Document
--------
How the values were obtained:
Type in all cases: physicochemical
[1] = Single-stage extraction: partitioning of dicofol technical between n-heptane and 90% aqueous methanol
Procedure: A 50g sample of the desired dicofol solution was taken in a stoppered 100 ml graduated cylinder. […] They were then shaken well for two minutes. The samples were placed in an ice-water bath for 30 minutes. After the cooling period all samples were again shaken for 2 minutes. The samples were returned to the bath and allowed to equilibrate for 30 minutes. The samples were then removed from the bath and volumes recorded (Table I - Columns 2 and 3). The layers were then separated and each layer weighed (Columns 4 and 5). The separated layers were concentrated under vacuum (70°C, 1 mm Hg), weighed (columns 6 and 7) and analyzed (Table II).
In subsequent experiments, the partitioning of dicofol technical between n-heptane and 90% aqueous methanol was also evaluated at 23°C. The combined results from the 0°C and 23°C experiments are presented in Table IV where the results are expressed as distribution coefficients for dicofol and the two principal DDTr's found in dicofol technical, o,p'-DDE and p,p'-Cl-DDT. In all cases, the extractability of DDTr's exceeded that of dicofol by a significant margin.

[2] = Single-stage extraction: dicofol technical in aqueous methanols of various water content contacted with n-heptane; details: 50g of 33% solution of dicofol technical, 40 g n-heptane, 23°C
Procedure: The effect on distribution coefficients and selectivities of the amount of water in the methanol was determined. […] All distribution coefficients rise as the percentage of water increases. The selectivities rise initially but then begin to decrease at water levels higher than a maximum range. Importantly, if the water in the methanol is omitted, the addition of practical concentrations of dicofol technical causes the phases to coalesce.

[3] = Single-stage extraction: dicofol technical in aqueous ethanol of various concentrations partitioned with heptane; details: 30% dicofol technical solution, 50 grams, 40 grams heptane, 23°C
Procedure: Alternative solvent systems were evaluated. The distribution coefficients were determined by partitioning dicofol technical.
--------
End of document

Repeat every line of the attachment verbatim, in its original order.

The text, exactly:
How the values were obtained:
Type in all cases: physicochemical
[1] = Single-stage extraction: partitioning of dicofol technical between n-heptane and 90% aqueous methanol
Procedure: A 50g sample of the desired dicofol solution was taken in a stoppered 100 ml graduated cylinder. […] They were then shaken well for two minutes. The samples were placed in an ice-water bath for 30 minutes. After the cooling period all samples were again shaken for 2 minutes. The samples were returned to the bath and allowed to equilibrate for 30 minutes. The samples were then removed from the bath and volumes recorded (Table I - Columns 2 and 3). The layers were then separated and each layer weighed (Columns 4 and 5). The separated layers were concentrated under vacuum (70°C, 1 mm Hg), weighed (columns 6 and 7) and analyzed (Table II).
In subsequent experiments, the partitioning of dicofol technical between n-heptane and 90% aqueous methanol was also evaluated at 23°C. The combined results from the 0°C and 23°C experiments are presented in Table IV where the results are expressed as distribution coefficients for dicofol and the two principal DDTr's found in dicofol technical, o,p'-DDE and p,p'-Cl-DDT. In all cases, the extractability of DDTr's exceeded that of dicofol by a significant margin.

[2] = Single-stage extraction: dicofol technical in aqueous methanols of various water content contacted with n-heptane; details: 50g of 33% solution of dicofol technical, 40 g n-heptane, 23°C
Procedure: The effect on distribution coefficients and selectivities of the amount of water in the methanol was determined. […] All distribution coefficients rise as the percentage of water increases. The selectivities rise initially but then begin to decrease at water levels higher than a maximum range. Importantly, if the water in the methanol is omitted, the addition of practical concentrations of dicofol technical causes the phases to coalesce.

[3] = Single-stage extraction: dicofol technical in aqueous ethanol of various concentrations partitioned with heptane; details: 30% dicofol technical solution, 50 grams, 40 grams heptane, 23°C
Procedure: Alternative solvent systems were evaluated. The distribution coefficients were determined by partitioning dicofol technical.